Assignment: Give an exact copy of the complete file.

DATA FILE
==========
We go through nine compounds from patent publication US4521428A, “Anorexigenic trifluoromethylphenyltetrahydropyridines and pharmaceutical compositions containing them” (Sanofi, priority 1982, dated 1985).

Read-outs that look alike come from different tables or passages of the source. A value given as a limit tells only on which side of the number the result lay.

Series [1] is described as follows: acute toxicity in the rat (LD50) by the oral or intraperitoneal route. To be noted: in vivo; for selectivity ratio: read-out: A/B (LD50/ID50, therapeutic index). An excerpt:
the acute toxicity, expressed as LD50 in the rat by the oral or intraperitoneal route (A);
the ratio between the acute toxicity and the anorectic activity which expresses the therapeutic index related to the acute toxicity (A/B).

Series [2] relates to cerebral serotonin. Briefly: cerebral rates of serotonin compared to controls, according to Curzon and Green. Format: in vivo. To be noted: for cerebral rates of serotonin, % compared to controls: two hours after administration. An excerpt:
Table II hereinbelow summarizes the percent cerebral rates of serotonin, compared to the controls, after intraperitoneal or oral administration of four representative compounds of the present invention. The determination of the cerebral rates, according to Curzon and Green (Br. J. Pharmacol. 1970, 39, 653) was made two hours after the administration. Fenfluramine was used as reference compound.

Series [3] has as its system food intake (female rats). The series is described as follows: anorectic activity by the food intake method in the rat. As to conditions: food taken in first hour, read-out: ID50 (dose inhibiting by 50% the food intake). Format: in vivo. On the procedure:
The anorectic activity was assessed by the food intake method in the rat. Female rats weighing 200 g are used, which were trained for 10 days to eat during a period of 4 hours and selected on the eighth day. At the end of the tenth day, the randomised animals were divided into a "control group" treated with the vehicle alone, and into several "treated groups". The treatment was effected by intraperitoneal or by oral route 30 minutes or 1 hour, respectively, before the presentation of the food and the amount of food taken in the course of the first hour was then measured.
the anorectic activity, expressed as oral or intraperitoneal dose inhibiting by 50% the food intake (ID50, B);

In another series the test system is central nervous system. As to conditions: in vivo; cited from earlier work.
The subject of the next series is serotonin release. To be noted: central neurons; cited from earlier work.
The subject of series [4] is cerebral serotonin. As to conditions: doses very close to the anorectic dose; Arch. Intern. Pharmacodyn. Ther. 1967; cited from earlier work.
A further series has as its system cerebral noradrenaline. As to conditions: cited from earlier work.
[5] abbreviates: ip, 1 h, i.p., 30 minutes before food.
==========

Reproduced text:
We go through nine compounds from patent publication US4521428A, “Anorexigenic trifluoromethylphenyltetrahydropyridines and pharmaceutical compositions containing them” (Sanofi, priority 1982, dated 1985).

Read-outs that look alike come from different tables or passages of the source. A value given as a limit tells only on which side of the number the result lay.

Series [1] is described as follows: acute toxicity in the rat (LD50) by the oral or intraperitoneal route. To be noted: in vivo; for selectivity ratio: read-out: A/B (LD50/ID50, therapeutic index). An excerpt:
the acute toxicity, expressed as LD50 in the rat by the oral or intraperitoneal route (A);
the ratio between the acute toxicity and the anorectic activity which expresses the therapeutic index related to the acute toxicity (A/B).

Series [2] relates to cerebral serotonin. Briefly: cerebral rates of serotonin compared to controls, according to Curzon and Green. Format: in vivo. To be noted: for cerebral rates of serotonin, % compared to controls: two hours after administration. An excerpt:
Table II hereinbelow summarizes the percent cerebral rates of serotonin, compared to the controls, after intraperitoneal or oral administration of four representative compounds of the present invention. The determination of the cerebral rates, according to Curzon and Green (Br. J. Pharmacol. 1970, 39, 653) was made two hours after the administration. Fenfluramine was used as reference compound.

Series [3] has as its system food intake (female rats). The series is described as follows: anorectic activity by the food intake method in the rat. As to conditions: food taken in first hour, read-out: ID50 (dose inhibiting by 50% the food intake). Format: in vivo. On the procedure:
The anorectic activity was assessed by the food intake method in the rat. Female rats weighing 200 g are used, which were trained for 10 days to eat during a period of 4 hours and selected on the eighth day. At the end of the tenth day, the randomised animals were divided into a "control group" treated with the vehicle alone, and into several "treated groups". The treatment was effected by intraperitoneal or by oral route 30 minutes or 1 hour, respectively, before the presentation of the food and the amount of food taken in the course of the first hour was then measured.
the anorectic activity, expressed as oral or intraperitoneal dose inhibiting by 50% the food intake (ID50, B);

In another series the test system is central nervous system. As to conditions: in vivo; cited from earlier work.
The subject of the next series is serotonin release. To be noted: central neurons; cited from earlier work.
The subject of series [4] is cerebral serotonin. As to conditions: doses very close to the anorectic dose; Arch. Intern. Pharmacodyn. Ther. 1967; cited from earlier work.
A further series has as its system cerebral noradrenaline. As to conditions: cited from earlier work.
[5] abbreviates: ip, 1 h, i.p., 30 minutes before food.